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Tax Day

The observation that "Tea Party supporters are wealthier and more well-educated than the general public" opens this NYT article on their recent poll (with CBS) on the Teabaggers. Here are more of the results:

The 18 percent of Americans who identify themselves as Tea Party supporters tend to be Republican, white, male, married and older than 45.

They hold more conservative views on a range of issues than Republicans generally. They are also more likely to describe themselves as "very conservative" and President Obama as "very liberal."

And while most Republicans say they are "dissatisfied" with Washington, Tea Party supporters are more likely to classify themselves as "angry."



Much has been made of the educational component of the poll, partly because it goes against stereotype. Pandagon's Amanda Marcotte notes in "Stupid can't be cured with a degree" that the Teabagger stereotype is "based on the illiterate signage, the bad clothes, the obnoxious pride in having bad taste, and of course the mind-bendingly stupid shit they believe:"

And that's not just regarding the paranoid fantasies about Obama, but more straightforwardly asinine stuff, like that Medicare isn't government health care. It's easy to assume that these folks are just uneducated, and that they'd wise up if they got educated. And of course, the assumption that lack of education correlates with lower income is something that comes from demonstrable facts, so it's easy to leap to thinking the tea baggers are less wealthy than the liberal elite they carp about.

She continues the same line of attack, writing that "even though tea baggers are, in reality, highly privileged people who are motivated by a mean urge to sneer at and beat down the people they think are beneath them, they also come across as giant fucking morons. Which they are! But alas, the problem has nothing to do with lack of education. They have plenty of degrees and access to learning. But you can lead a horse to water, you know?"

No, tea baggers believe stupid shit because they want to. It's willful ignorance. They spin outrageous theories because they know that the naked truth about what they believe would make them look like giant bigots and big meanies. So, instead of saying, "I don't want health care reform because I like a system where poor people are shut out because that means I don't have to see them in my doctor's office," they start yelling about the slide into socialism. Instead of saying, "I'm an incredibly selfish person who wants to keep my government-funded Medicare, but I don't want to see that single mom down the street get health insurance because she's a slut and I want to see her suffer," they say that Obama's trying to take their Medicare and that's socialism. They're not confused because they were badly educated and don't have a grasp on critical thinking. [...] They're willfully ignorant, and this distinction should never be forgotten when trying to understand them.

Steve Benen writes that the poll results "confirm much of what we already know -- this is a confused contingent of conservative white people older than 45 -- but there were a few interesting tidbits:"

Tea Partiers are obviously not part of the American mainstream. Its activists are to the right of the Republican Party, they have favorable opinions of George W. Bush, and rely heavily on Fox News.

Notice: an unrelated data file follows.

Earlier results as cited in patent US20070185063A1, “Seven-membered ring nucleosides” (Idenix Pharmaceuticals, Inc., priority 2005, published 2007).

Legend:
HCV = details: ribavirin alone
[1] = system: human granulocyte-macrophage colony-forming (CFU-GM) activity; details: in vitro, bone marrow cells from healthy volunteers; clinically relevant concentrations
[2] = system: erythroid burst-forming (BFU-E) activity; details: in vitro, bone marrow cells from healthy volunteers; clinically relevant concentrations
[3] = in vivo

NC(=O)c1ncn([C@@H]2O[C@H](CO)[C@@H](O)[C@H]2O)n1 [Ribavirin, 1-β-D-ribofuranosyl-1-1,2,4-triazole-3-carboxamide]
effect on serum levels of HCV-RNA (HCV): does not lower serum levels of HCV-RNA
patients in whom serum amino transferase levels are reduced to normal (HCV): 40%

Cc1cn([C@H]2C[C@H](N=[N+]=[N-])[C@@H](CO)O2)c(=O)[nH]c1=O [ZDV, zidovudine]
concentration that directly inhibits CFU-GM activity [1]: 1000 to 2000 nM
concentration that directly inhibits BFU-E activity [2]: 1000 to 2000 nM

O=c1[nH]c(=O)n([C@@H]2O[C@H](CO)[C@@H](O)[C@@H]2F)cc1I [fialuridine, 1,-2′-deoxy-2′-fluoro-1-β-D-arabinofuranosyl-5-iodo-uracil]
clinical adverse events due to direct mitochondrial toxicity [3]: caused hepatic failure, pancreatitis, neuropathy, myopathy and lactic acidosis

I haven't had a Quote of the Day for a while, but this one deserves the honor:

If you were to make a Venn Diagram of the issues Tea Party members care about, and the issues Tea Party members are confused about, you'd only see one circle.

Benen continues:

These folks claim to be motivated by concerns over taxes, but Tea Partiers tend not to know anything about the subject. They claim to be angry about the Affordable Care Act, but they don't know what's in it. They claim to hate expensive government programs, except for all the expensive government programs that benefit them and their families.

It's inherently challenging to create a lasting, successful political movement predicated on literally nothing more than ignorance and rage. In the case of Tea Partiers, we're talking about a reasonably large group of people who seem to revel in their own ignorance, but nevertheless seek an active role in the process. [...] The bottom line seem inescapable: Tea Party activists have no idea what they're talking about. Their sincerity notwithstanding, this is a confused group of misled people.

Politico notes the presence of GOP operatives among the Teabaggers, and that nuttiest of wingnuts, Michelle Bachman (R-MN), is being investigated regarding an anti-healthcare rally in November that "cost US taxpayers nearly $14,000" because she called it a press event. "An ethics group has raised questions about Bachmann's use of her congressional website to promote the Tea Party rally:"

But several Washington ethics attorneys and experts say that paying for the event's $13,600 bill with official funds likely fell within congressional rules, so long as it was not campaign-related. [...] Citizens for Responsibility and Ethics in Washington (CREW) filed a complaint alleging that Bachmann had used her official website to promote "grassroots lobbying," which is prohibited under House rules. CREW also said organizers inappropriately bypassed permit requirements by calling it a press conference.

On a lighter note, Michael Silverstein suggests at The Moderate Voice that we should abolish taxes altogether. It's a parody, but it still makes more sense than the Teabaggers do.

[fixed typo]

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